Underlying the project is the sad and rather irritating fact that Egyptologists often study texts away from their material context – both their physical reality as manuscripts and their archaeological findspot – and I hope that the catalogue will help change this and encourage a more grounded and theoretically informed approach in line with the so-called ‘Material philology’ school of textual studies. But my dominant memory of the whole enterprise is simpler: the sheer fun and overwhelming kindness I’ve encountered with so many helpful friends, students and colleagues in Britain, France, Germany, America and Egypt, who all have helped us get to this point in a common project.

But this is only a beginning, simply one step in encouraging people to start re-reading these texts that have miraculously survived (only just!) from 1680 BC.

Find out more about the Ramesseum papyri project and read the catalogue

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Filed under: Archaeology, At the Museum, Collection, Conservation, Research, , , ,

4 Responses - Comments are closed.

  1. ritaroberts says:

    The end result of conservation work in antiquity is very rewarding.How wonderful we now have super technolegy to help. These very fragile papyri are a marvelous example of the long hours needed to complete the project. Many thanks for sharing.


  2. Hope this marks the beginning of the end of an era when many did not have access to wonderful antique manuscripts. These ancient documents can now be made public for the benefit of students and scholars.Technology will further aid in storing and restoring of these fragile papyri.


  3. What was the content of these manuscripts?


  4. dianabuja says:

    So pleased to see your emphasis on the context of mss. – this is so lacking in much of what has taken place in past decades. While I did an ma in egyptology, I went on into anthropology in frustration due to constantly being told egyptology = (disembodied) philology. I’m currently doing some work on the PGM (Greek Magical Papyri) and it is so frustrating to be met only with the jumble of texts and partial texts. Although, of course, most of that resulted from very poor recoveries in the 19th. C.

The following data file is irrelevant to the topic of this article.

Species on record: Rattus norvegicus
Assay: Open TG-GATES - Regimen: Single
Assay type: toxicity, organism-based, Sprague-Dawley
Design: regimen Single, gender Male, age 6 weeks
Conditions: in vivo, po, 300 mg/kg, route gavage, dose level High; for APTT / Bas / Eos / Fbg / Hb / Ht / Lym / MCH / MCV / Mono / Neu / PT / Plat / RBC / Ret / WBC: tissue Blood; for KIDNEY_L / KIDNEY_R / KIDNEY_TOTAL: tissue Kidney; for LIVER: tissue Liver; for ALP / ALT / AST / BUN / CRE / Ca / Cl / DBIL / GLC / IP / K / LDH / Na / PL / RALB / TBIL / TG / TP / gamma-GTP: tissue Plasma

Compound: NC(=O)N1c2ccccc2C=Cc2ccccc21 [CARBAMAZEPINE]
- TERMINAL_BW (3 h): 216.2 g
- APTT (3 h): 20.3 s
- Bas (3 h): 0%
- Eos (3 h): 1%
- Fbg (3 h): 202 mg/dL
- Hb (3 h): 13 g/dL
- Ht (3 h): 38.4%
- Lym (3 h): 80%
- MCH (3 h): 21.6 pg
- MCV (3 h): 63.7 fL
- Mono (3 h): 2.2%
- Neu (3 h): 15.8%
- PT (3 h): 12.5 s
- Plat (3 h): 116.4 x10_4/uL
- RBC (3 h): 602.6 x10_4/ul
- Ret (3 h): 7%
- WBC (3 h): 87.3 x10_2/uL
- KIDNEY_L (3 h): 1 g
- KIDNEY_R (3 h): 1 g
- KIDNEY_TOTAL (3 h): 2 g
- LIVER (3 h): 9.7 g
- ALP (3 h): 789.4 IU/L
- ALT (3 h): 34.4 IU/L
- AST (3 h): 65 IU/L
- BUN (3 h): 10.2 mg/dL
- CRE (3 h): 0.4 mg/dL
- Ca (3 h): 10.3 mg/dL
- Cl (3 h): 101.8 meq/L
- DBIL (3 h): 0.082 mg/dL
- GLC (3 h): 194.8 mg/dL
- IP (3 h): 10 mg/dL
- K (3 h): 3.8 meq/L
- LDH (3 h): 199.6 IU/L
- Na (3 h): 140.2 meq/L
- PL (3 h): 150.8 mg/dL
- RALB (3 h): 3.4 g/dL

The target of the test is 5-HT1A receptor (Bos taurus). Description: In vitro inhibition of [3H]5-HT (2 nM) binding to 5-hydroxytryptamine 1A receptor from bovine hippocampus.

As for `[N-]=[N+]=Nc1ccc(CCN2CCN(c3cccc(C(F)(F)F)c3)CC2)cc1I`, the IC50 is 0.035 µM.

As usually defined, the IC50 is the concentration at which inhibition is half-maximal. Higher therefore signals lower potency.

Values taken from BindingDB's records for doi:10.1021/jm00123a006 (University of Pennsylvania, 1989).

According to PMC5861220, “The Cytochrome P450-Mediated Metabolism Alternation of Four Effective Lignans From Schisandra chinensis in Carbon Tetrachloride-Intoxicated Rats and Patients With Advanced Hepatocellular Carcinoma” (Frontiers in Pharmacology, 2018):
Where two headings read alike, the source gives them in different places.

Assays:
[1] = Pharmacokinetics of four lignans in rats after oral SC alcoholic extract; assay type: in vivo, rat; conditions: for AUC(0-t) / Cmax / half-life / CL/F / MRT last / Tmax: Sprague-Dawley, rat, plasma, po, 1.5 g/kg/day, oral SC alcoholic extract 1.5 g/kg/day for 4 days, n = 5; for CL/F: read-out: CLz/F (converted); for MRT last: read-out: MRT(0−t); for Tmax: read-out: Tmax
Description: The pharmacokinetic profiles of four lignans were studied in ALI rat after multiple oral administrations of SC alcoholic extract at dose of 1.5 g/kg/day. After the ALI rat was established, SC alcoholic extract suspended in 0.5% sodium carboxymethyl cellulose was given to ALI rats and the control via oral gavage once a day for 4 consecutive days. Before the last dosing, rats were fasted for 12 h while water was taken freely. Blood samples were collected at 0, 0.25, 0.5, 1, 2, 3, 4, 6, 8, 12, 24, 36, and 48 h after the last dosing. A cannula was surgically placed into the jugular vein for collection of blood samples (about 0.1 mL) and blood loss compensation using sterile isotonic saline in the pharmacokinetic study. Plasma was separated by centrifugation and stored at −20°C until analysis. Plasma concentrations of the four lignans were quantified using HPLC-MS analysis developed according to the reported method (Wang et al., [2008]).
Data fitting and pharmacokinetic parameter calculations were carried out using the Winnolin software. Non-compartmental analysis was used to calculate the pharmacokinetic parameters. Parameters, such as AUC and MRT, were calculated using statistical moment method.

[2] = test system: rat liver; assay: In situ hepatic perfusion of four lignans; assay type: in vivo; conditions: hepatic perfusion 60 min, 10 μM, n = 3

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Striking stone crosses, such as this one found in Monifieth, Scotland, combined ancient Celtic curves with Anglo-Saxon knotwork and interlace designs to express these distinctive Celtic identities in Scotland, Ireland and Wales. This sculpture may have been a personal memorial or grave-slab.
Slab of grey sandstone with a cross on one side. From Monifieth, Angus, Scotland, c. AD 800–900. National Museums Scotland.
Find out more about #Celtic art and history and book tickets at Our #Celts exhibition opens today! It brings together stunning objects from the British and Irish Isles as well spectacular loans from across Europe.
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Gundestrup cauldron. Iron Age, c. 100 BC–AD 1. Found in Gundestrup, northern Jutland, Denmark. @nationalmuseet, #Denmark.